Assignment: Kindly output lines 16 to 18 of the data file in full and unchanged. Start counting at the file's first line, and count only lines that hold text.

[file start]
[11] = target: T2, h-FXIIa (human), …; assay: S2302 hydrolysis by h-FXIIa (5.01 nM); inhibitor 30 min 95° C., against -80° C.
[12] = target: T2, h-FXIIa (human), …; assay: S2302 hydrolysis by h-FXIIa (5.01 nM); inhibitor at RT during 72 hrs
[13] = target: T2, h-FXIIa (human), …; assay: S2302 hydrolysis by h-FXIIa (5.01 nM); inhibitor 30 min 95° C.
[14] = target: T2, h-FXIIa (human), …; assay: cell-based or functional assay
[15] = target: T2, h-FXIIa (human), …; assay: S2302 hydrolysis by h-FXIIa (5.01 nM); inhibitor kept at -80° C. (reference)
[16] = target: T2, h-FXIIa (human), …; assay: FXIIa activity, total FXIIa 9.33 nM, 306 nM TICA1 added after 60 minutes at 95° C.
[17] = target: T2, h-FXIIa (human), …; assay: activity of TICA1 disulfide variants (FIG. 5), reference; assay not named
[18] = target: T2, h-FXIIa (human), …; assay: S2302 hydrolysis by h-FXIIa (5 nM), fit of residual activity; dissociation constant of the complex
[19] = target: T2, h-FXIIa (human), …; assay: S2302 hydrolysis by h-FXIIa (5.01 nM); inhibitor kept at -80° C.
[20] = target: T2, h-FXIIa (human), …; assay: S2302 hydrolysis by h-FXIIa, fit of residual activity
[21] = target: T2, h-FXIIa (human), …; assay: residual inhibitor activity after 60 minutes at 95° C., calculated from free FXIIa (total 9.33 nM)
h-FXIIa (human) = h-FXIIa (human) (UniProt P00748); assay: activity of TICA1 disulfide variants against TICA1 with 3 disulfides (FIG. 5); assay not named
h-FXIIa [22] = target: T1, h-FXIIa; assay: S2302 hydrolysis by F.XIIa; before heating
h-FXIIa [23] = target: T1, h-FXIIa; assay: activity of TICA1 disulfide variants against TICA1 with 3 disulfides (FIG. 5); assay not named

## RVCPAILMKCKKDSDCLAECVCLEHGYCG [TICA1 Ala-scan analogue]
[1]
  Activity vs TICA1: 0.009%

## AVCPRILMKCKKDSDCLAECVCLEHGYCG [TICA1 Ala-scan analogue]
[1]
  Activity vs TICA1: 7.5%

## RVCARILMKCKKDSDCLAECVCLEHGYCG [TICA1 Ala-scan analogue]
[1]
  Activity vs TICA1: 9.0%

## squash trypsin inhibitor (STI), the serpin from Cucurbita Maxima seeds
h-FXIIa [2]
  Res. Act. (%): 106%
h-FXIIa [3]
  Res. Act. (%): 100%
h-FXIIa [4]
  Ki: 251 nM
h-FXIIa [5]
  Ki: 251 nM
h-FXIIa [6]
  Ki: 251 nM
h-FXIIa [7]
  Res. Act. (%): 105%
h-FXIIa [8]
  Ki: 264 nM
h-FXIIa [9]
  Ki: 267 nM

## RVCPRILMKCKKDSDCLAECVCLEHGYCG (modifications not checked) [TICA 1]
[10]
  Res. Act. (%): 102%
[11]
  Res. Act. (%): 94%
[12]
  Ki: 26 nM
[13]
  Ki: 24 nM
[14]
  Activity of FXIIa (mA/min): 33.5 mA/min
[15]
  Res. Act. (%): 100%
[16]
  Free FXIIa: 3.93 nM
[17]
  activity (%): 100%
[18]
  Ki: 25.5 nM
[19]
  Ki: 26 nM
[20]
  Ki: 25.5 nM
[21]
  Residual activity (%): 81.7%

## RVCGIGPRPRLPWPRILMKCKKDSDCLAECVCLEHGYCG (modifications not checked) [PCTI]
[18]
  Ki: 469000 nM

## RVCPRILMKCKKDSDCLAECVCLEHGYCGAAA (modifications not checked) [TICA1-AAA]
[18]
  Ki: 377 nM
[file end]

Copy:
[1]
  Activity vs TICA1: 0.009%

## AVCPRILMKCKKDSDCLAECVCLEHGYCG [TICA1 Ala-scan analogue]